In this work, we study the vibrational solvatochromism and dynamics of dilute acetone as a carbonyl probe in simple aqueous electrolytes as a function of salt composition and concentration. We observe a linear dependence of the redshift of the CO stretch mode as a function of concentration for each salt, with the magnitude of the effect scaling with the charge densities of the cations. Using molecular dynamics (MD) simulations, we compare the observed spectral shifts with the electrostatic field distributions imparted on the acetone O, comparing a fixed-charge model and a polarizable model, and find that the experimentally observed frequencies scale linearly with the electric field for a given salt, but there remains a substantial component of the solvatochromism that depends on the identity of the cation and apparently cannot be explained by the electrostatic fields alone. Finally, we use ultrafast 2D IR spectroscopy to study the salt dependence of the solvation dynamics. We observe an anomalous nonmonotonic dependence of the time scale of the dynamics on the salt concentration, which cannot be reproduced by the fluctuations in the electrostatic field determined from MD simulations. These results point to the importance of both electrostatic and nonelectrostatic effects in the vibrational solvatochromism and dynamics in this apparently simple model system.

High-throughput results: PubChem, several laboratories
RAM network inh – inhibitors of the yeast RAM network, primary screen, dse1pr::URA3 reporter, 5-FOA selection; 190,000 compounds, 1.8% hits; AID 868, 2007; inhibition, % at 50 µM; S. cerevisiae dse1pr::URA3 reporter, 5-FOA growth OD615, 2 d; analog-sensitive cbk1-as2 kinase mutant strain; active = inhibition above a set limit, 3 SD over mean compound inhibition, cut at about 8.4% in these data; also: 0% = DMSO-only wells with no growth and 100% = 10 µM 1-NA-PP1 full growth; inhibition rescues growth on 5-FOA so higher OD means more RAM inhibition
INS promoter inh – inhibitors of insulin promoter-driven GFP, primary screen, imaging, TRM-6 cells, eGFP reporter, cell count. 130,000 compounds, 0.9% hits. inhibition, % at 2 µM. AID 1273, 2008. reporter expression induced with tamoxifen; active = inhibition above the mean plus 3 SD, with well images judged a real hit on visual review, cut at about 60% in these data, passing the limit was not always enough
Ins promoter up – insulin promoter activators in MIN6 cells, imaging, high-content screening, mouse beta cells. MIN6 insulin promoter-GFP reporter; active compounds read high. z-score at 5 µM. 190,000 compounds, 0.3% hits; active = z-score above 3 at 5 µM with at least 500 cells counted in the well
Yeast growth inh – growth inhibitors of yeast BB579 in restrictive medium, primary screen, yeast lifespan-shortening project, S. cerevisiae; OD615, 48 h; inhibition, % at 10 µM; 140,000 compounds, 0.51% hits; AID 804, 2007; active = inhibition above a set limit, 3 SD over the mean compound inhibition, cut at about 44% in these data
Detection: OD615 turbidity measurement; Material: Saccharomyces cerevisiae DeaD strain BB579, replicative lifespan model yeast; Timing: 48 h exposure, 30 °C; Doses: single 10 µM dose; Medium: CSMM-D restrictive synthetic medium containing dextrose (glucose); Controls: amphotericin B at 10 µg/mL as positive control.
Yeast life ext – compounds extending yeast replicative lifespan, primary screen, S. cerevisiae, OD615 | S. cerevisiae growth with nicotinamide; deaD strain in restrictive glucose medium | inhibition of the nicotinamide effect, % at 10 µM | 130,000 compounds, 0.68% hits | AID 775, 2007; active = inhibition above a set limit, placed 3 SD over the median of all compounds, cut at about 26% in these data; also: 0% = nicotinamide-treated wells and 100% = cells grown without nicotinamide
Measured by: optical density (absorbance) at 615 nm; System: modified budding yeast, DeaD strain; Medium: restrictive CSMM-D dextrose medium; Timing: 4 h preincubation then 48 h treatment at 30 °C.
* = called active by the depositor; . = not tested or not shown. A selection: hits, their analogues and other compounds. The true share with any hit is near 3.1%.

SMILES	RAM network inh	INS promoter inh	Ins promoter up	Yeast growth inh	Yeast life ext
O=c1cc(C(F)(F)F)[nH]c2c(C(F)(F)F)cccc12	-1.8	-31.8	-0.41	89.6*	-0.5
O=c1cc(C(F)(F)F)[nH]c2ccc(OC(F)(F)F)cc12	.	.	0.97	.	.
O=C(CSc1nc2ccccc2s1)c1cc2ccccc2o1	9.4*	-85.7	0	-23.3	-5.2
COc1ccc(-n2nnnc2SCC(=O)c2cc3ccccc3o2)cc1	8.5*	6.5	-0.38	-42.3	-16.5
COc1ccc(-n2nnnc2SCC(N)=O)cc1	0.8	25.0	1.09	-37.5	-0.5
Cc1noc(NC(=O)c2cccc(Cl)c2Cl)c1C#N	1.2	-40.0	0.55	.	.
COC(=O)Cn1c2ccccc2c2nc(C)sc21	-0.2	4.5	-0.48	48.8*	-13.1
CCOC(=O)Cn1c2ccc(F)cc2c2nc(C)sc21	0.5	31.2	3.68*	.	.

ASJC Scopus subject areas
- Physical and Theoretical Chemistry
- Surfaces, Coatings and Films
- Materials Chemistry